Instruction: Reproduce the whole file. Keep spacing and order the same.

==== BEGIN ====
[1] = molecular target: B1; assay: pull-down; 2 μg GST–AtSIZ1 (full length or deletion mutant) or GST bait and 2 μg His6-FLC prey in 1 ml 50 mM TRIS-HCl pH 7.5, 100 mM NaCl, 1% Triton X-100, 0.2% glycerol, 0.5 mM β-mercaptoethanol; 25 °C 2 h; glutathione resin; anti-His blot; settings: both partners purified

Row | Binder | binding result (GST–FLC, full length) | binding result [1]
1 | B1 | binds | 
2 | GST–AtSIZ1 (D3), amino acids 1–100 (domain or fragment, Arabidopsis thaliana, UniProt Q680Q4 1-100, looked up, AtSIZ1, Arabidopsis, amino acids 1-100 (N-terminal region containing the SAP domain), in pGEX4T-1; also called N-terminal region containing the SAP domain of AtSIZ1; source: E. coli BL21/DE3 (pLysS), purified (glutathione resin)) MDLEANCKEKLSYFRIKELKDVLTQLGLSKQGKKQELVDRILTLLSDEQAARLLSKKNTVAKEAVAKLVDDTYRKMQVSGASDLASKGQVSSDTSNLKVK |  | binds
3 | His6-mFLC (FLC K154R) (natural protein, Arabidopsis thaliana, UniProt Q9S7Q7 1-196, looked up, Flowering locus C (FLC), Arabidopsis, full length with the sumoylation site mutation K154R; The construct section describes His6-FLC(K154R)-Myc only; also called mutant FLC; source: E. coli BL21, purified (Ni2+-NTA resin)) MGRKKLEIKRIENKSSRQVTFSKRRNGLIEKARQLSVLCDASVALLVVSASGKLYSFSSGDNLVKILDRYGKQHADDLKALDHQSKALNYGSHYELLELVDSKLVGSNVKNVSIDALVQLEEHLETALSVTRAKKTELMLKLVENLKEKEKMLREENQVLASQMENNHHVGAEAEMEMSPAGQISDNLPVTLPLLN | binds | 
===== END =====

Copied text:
[1] = molecular target: B1; assay: pull-down; 2 μg GST–AtSIZ1 (full length or deletion mutant) or GST bait and 2 μg His6-FLC prey in 1 ml 50 mM TRIS-HCl pH 7.5, 100 mM NaCl, 1% Triton X-100, 0.2% glycerol, 0.5 mM β-mercaptoethanol; 25 °C 2 h; glutathione resin; anti-His blot; settings: both partners purified

Row | Binder | binding result (GST–FLC, full length) | binding result [1]
1 | B1 | binds | 
2 | GST–AtSIZ1 (D3), amino acids 1–100 (domain or fragment, Arabidopsis thaliana, UniProt Q680Q4 1-100, looked up, AtSIZ1, Arabidopsis, amino acids 1-100 (N-terminal region containing the SAP domain), in pGEX4T-1; also called N-terminal region containing the SAP domain of AtSIZ1; source: E. coli BL21/DE3 (pLysS), purified (glutathione resin)) MDLEANCKEKLSYFRIKELKDVLTQLGLSKQGKKQELVDRILTLLSDEQAARLLSKKNTVAKEAVAKLVDDTYRKMQVSGASDLASKGQVSSDTSNLKVK |  | binds
3 | His6-mFLC (FLC K154R) (natural protein, Arabidopsis thaliana, UniProt Q9S7Q7 1-196, looked up, Flowering locus C (FLC), Arabidopsis, full length with the sumoylation site mutation K154R; The construct section describes His6-FLC(K154R)-Myc only; also called mutant FLC; source: E. coli BL21, purified (Ni2+-NTA resin)) MGRKKLEIKRIENKSSRQVTFSKRRNGLIEKARQLSVLCDASVALLVVSASGKLYSFSSGDNLVKILDRYGKQHADDLKALDHQSKALNYGSHYELLELVDSKLVGSNVKNVSIDALVQLEEHLETALSVTRAKKTELMLKLVENLKEKEKMLREENQVLASQMENNHHVGAEAEMEMSPAGQISDNLPVTLPLLN | binds | 